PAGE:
Interview: Venus Davis

This week, I got to sit down with Venus Davis (@venusbeanus) for a chat about her creative process and her new project, Periwinkle Literary Magazine. Read the interview below!

What is your favorite creative medium?

Honestly, I’m a vers when it comes to creative mediums. I thought I just loved poetry and that is what comes most naturally to me as a writer. However, I find that I just love to write and any form is perfect for that. So, I’m a lover of all written forms.

What do you love about writing, in general?

I just love being able to express myself and potentially reach other people who are feeling or have felt the same things as me. Being able to connect with other people is one of the biggest reasons that I am still writing. It means alot to be able to get my feelings out for myself and to feel grounded etc. However, I have been touched by the words of other writers and I hope that people find the same peace and understanding in my work too.

Are there any themes or emotions that you find yourself consistently returning to in your work?

I often write with spiritual imagery or imagery that is spiritual to me such as astrology, gemstones, tarot, etc. I find myself writing about heartbreak, romanticism, both platonic and romantic love, and finding my true self.

How do you begin your creative process?

I begin by word vomiting on the page. It helps me get all of my ideas out and into the world. Then, from there, I weed out the unnecessary phrases and words. After I have a draft of a piece done, I like to write notes to myself for how I can improve said piece. Then, I sit on the piece for a few weeks and don’t touch it or even think about it. Often, if I return to the piece before that, I’ll second guess myself and delete well written phrases and imagery. Whereas, if I return to the piece after a few weeks, I’ve almost forgotten all previous criticisms.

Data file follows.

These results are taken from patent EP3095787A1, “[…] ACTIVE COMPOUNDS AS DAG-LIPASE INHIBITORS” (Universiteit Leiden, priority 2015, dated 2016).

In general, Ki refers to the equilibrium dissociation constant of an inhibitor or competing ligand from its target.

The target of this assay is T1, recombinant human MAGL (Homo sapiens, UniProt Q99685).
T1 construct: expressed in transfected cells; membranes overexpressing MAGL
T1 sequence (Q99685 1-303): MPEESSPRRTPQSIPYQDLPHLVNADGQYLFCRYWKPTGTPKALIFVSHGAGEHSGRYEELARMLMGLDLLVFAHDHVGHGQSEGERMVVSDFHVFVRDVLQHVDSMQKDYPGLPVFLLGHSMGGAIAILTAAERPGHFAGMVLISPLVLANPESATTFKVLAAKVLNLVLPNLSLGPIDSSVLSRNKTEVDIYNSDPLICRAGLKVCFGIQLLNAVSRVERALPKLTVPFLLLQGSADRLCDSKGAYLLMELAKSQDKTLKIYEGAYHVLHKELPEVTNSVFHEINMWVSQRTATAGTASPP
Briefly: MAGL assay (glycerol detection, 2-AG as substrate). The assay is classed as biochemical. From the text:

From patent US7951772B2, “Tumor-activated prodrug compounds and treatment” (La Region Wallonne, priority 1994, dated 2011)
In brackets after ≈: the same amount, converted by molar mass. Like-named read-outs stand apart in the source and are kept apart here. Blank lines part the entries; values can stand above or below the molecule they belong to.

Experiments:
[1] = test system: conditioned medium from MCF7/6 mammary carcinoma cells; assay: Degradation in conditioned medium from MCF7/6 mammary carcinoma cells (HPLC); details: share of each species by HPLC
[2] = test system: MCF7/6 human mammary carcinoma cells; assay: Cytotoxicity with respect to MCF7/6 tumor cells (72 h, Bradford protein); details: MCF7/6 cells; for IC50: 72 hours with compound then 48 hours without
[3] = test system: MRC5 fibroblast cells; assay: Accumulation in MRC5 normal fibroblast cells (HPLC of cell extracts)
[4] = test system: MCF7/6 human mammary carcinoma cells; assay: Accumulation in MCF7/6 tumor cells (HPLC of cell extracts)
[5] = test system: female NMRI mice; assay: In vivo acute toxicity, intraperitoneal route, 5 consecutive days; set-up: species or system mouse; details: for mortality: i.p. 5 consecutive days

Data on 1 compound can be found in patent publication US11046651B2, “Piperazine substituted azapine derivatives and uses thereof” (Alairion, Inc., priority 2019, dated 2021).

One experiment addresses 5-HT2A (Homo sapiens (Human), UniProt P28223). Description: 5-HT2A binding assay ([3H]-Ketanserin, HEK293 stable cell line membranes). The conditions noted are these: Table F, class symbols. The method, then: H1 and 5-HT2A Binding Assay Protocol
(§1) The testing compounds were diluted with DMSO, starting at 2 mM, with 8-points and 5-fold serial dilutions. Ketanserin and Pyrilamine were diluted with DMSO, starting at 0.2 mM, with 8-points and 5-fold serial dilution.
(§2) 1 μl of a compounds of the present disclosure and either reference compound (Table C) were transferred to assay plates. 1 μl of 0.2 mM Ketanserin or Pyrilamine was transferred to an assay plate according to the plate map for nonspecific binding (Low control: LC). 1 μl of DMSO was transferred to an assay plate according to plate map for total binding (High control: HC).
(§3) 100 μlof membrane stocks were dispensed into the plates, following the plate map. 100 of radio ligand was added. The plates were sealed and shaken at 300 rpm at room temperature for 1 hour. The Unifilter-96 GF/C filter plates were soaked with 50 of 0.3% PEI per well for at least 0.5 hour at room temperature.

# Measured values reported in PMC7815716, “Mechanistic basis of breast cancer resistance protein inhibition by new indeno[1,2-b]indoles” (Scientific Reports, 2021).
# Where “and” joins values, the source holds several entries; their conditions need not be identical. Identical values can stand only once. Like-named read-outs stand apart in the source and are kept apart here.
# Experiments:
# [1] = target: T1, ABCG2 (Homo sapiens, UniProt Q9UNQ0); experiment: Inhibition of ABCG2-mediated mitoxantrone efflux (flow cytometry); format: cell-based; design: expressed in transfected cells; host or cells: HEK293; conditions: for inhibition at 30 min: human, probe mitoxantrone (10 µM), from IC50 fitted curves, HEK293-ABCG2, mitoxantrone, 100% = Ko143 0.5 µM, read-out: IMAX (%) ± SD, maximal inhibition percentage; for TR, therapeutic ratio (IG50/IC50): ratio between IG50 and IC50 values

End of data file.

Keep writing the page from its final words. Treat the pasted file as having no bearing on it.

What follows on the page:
Do you write on a laptop/computer/etc. when you are outside or do you prefer a more pen-to-paper method?

I tend to write on receipt paper at work and conceptualize my ideas while I’m out running errands or working. Then, when I finally have downtime, I go home and type up the finished product. I prefer pen-to-paper just because it’s easier to not focus on the structure of what I’m writing and get my raw ideas on paper. However, it’s just not as practical these days especially since I tend to lose things very easily.

Where is your favorite place to create and why?

Under a shady tree. I feel so drawn to nature and the outdoors and I just love writing outside on a spring or summer day when it’s not too hot and not too cold. Being able to connect with nature is very important to me as a person. I don’t really have the chance to meditate because I have major anxiety but sitting under a tree and writing is as close as I can get to meditation.

What is your favorite music to create to and why?

I actually can’t listen to music when I create because I get too distracted! I have to create in silence because if I play music, I end up singing and jamming out! It’s truly a curse.

Is there any kind of music that gets you into the mood to write?

Indie singer/songwriters like Frankie Cosmos, Girlpool, Soccer Mommy, and a few others really inspire me to write just because their lyrics are so personal or at least they seem awfully confessional to me. So, I tend to hear their music and think, “Wow, I want to write poems like that!”.

What piece of literature (i.e. CNF, poetry, short story, novel, collection, etc.) set you on fire most recently and why?

What I Like About You by Marissa Kanter. It’s a young adult novel about a girl named Halle who lives this double life as a famous book blogger/ high school student. The book really delves into the twitter literary scene and publishing world in a way that I’ve never seen another book do. Honestly, I wish the book were around when I was a teenager because I think I would’ve thought about my dream job a lot sooner which is to work in publishing.

What literature or art magazines get you excited and why?